Light propagation in negative index materials (NIMs) is most unusual: light wave and energy travel in opposite directions. NIMs open the door to fundamentally new optical phenomena, and offer enormous potential for new device applications. Much of the current effort in this rapidly advancing field is aimed at realizing materials with a negative index at optical frequencies, where the wavelengths are five orders or magnitude smaller than in the microwave regime where negative refractive indices were first demonstrated.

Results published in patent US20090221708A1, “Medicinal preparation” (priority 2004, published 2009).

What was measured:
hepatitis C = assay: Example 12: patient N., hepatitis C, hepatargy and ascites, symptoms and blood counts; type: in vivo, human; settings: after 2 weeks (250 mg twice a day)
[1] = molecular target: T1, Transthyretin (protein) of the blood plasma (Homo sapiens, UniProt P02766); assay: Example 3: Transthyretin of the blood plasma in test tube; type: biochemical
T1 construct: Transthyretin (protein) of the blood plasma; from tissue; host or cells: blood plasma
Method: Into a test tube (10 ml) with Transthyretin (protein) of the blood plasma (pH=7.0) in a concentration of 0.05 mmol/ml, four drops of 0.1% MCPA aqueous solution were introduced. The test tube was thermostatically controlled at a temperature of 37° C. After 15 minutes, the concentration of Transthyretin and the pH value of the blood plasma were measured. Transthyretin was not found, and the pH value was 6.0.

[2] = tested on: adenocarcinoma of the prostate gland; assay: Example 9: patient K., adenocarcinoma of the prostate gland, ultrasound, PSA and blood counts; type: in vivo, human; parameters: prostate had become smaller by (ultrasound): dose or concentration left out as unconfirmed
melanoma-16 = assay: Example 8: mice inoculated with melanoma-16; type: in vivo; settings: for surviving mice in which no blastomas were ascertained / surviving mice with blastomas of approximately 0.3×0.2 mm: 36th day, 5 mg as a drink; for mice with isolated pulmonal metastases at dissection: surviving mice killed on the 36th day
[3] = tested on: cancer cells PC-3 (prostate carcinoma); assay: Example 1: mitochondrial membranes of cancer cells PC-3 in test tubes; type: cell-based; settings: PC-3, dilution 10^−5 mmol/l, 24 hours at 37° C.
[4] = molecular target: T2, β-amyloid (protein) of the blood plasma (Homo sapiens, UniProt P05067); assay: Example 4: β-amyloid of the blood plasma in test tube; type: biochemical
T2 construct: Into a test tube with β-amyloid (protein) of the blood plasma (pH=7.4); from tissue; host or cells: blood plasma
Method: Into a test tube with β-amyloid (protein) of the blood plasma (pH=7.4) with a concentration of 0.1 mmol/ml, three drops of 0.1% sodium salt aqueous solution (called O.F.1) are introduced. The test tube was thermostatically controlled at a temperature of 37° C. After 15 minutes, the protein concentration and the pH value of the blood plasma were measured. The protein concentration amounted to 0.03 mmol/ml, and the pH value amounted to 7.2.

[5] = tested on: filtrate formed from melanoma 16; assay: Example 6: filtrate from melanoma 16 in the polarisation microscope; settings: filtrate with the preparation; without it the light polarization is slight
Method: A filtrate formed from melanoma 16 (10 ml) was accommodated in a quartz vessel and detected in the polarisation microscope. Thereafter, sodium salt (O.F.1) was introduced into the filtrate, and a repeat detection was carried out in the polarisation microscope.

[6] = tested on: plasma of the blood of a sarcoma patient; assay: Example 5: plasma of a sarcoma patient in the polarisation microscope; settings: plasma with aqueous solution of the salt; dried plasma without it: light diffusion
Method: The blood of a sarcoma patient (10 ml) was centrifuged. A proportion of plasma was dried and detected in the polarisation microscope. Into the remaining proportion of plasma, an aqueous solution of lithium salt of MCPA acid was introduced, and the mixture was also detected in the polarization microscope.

NIMs do not exist in nature; they must be man made. Since characteristic lengths need to be on the nanometer scale, nanoparticles are ideal building blocks for NIMs. Interestingly, assemblies of nanoparticles form liquid crystal phases, where nanoparticles play the role of liquid crystal molecules.
In this talk, I will discuss some fundamental aspects of NIMs, identify key challenges to their realization and use in the visible regime, and indicate how unique aspects of nanoparticle liquid crystals might be used to meet these challenges.